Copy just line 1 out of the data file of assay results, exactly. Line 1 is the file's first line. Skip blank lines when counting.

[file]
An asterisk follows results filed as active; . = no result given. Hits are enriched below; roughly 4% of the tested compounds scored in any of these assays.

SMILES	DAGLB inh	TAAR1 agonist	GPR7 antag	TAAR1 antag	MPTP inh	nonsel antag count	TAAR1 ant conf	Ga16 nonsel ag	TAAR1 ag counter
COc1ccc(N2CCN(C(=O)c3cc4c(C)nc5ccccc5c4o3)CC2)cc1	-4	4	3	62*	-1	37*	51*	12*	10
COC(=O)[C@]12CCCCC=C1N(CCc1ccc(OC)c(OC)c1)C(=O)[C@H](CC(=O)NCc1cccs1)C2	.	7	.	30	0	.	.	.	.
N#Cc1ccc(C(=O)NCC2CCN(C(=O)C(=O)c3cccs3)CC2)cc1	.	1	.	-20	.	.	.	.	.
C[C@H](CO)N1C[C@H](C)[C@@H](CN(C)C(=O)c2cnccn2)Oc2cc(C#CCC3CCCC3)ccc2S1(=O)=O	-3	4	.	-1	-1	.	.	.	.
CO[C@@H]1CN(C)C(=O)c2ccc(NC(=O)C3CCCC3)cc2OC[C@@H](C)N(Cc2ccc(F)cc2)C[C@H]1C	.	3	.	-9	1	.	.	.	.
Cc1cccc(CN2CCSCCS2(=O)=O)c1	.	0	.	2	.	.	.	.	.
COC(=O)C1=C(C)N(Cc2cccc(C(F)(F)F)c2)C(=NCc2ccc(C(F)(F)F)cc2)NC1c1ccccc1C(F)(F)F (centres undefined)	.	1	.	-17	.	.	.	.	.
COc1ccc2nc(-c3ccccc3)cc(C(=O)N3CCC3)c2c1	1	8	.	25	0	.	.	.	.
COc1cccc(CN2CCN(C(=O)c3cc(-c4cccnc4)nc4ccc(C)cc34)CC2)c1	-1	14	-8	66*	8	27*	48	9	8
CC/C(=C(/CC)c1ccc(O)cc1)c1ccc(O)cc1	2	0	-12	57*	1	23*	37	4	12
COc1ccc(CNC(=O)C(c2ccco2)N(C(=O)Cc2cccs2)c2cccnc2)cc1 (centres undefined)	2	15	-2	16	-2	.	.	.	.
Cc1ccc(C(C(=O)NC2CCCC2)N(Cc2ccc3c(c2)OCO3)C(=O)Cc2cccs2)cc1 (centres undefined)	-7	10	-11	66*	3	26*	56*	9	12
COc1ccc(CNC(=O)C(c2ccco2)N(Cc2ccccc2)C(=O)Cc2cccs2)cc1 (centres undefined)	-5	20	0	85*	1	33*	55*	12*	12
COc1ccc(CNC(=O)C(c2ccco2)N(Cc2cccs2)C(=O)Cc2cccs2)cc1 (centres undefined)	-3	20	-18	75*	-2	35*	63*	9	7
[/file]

An asterisk follows results filed as active; . = no result given. Hits are enriched below; roughly 4% of the tested compounds scored in any of these assays.